How Associates Can Develop Their Star Quality

April 22, 2021

What makes junior associates stand out amongst their peers? There’s no universal model for ‘rising stars’ in a law firm but given our longstanding history as legal recruiters, we’ve recognized consistent characteristics among emerging leaders in the practice of law.

Solid billings are always a plus; however, they’re never the single defining aspect of successful associates. Below are some key ways for associates to develop their ‘star quality’ at their current firm:

Network, network, network

Build your network sooner rather than later. Most firms require associates to log business development hours, so this is the easiest way to meet that requirement and grow your network. The pandemic may have changed the way we do business; however, the business itself has not changed.

Current circumstances highlight the need to take a more targeted approach. Putting yourself online is key – use online communication platforms, such as actively participating in LinkedIn activities and attending webinars. Share and comment on LinkedIn articles, as well as share your own insights. At webinars, give authentic input and connect with the speaker and/or participants. Be selective over who you’d like to connect with.

Build your professional profile and awareness

As a junior associate, it is never too early to leverage the three ‘P’s of practice – publish, present and participant on panels/webinars. Your research will position you at the forefront of Canadian legal knowledge, and partners already rely on your ability to provide insight to the latest developments in law.

Finding opportunities to present your knowledge in a business or academic environment takes little additional effort and offers the opportunity to differentiate yourself from other lawyers. If your firm has a blog – take 20 minutes every month to write a short posting. Once posted, share in your LinkedIn profile to extend the audience reach.

Build visibility inside your firm

Just as critical to building your professional profile externally, build your reputation among partners at your firm for being accessible, reliable, and for delivering excellent work. Being visible and top of mind will open doors to bigger and better files. Take advantage of natural leadership skills and gain incremental experience by serving on internal committees or volunteering for a special project.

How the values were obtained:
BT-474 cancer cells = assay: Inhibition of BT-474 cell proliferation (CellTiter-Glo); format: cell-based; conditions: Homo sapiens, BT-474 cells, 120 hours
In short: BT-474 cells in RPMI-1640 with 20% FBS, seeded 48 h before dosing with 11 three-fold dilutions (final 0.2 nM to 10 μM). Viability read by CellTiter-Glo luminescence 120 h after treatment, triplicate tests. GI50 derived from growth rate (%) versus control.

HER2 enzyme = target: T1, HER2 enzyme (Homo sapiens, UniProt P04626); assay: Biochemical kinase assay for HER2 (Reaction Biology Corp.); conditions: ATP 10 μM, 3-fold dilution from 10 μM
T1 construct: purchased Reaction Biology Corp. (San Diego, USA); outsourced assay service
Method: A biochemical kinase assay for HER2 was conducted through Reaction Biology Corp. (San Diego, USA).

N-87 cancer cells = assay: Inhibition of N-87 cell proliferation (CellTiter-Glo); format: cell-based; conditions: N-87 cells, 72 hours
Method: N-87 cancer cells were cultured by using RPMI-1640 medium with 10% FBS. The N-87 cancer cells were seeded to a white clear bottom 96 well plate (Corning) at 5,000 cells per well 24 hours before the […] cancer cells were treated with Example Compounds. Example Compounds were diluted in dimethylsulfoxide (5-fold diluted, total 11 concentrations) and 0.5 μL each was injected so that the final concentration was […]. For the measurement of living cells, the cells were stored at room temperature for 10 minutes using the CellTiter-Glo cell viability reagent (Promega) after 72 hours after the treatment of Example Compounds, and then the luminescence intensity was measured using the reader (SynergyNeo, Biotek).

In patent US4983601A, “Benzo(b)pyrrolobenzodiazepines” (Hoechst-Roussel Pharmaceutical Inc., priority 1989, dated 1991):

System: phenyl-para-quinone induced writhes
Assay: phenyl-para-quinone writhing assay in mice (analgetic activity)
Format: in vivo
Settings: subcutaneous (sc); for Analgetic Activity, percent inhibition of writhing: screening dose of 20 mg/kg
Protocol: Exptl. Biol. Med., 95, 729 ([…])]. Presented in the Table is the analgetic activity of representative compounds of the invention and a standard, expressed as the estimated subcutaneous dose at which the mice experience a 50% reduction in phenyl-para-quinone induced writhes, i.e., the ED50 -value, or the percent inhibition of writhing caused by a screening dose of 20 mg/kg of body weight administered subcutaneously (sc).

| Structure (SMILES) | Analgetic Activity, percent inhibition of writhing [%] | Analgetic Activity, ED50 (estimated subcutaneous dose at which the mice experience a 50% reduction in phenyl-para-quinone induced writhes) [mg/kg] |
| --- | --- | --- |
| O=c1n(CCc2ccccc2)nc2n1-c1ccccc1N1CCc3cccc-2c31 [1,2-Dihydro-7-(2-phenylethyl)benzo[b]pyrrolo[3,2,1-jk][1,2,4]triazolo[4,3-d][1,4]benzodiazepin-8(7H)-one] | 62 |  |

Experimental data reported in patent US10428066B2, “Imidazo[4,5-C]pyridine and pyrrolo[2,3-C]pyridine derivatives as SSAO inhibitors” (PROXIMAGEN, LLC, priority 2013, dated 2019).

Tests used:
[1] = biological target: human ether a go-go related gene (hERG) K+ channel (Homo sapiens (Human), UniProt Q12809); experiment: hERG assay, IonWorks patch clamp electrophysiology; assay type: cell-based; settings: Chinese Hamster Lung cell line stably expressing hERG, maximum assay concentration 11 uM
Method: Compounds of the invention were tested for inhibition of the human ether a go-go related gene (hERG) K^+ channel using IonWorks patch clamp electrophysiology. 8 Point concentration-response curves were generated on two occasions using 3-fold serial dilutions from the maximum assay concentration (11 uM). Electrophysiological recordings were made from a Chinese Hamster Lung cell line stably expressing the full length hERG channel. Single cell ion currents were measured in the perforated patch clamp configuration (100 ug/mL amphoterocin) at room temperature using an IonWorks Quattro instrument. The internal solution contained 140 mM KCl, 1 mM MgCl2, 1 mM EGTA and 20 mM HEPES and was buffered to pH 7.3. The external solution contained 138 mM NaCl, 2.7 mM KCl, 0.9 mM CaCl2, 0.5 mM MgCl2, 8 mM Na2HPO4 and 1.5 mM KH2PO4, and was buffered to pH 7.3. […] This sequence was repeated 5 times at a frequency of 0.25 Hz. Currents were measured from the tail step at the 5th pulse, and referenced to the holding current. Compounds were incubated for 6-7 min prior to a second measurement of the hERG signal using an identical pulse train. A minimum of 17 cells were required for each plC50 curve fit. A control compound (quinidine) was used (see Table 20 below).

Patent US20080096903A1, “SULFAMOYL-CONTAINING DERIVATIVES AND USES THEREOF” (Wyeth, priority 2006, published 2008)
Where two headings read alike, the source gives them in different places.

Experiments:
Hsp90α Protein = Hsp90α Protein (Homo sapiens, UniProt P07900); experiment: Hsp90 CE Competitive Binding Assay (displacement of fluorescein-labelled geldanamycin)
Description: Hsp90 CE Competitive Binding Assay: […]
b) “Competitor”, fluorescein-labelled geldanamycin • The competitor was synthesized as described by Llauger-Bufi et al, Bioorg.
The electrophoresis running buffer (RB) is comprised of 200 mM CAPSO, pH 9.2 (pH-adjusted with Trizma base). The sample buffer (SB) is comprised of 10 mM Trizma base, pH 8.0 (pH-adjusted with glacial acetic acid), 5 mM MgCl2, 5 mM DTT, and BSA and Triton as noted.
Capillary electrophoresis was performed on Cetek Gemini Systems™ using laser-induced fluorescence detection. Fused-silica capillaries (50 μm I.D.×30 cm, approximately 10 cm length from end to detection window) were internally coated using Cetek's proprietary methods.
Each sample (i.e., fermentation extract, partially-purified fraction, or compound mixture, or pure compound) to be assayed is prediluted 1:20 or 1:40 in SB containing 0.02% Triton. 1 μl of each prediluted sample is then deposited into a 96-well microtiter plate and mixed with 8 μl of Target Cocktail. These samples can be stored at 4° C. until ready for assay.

Providing high-quality work and building strong relationships is key. Seek out volunteer opportunities that allow you to be engaged with the firm in a meaningful way, such as organizing a business function that contributes to its bottom line. Get involved with the recruitment committee and equity, diversity, and inclusion initiatives.

Communicate at every opportunity

Should a colleague, client or friend receive an award or accomplishes something noteworthy – take a minute to call and offer congratulations. You would be surprised how few people take the time to make this gesture. This also goes for birthdays, promotions and the sometimes less happy incidents such as terminations, surgery, or bereavement. Communicating during life milestones demonstrates that you care. When possible, try to step beyond your laptop and email – make it personal and meaningful. Also, keep a pack of blank notecards handy.

Find a mentor – outside the firm

Identifying an external mentor brings important benefits. Pandemic or not, finding a good mentor should always be at the top of your ‘To-Do’ list. A good mentor can give key information that will help you navigate and progress your career, and build confidence.

In particular, mentors outside your firm can provide independent advice and help navigate potential minefields as they are not entangled in the politics of your organization. Second, as good sounding boards, they can supplement your firm’s collective knowledge, offering alternatives and allow in confidence the opportunity for you to debate or question the generally accepted wisdom of your firm without fear of repercussion.

Your external mentor need not be a lawyer. A more business-minded perspective can often prove valuable bringing new insight or ideas valuable when making decisions.

Having clear strategies for building your practice and network is key for lawyers at all stages of their career, including juniors. Incorporating these simple tips early in your career means you’ll find yourself in a better position to attract and retain clients. Getting started early means your relationship building and networking skills will be visibly superior to many peers in practice.


Dal Bhathal is a Managing Partner at The Counsel Network, a Canadian legal recruitment firm specializing in legal talent management strategies covering all levels of lawyers and practices for both corporate legal departments and law firms. To discuss your career, contact Dal at or 416.364.6654/604.643.1708. 


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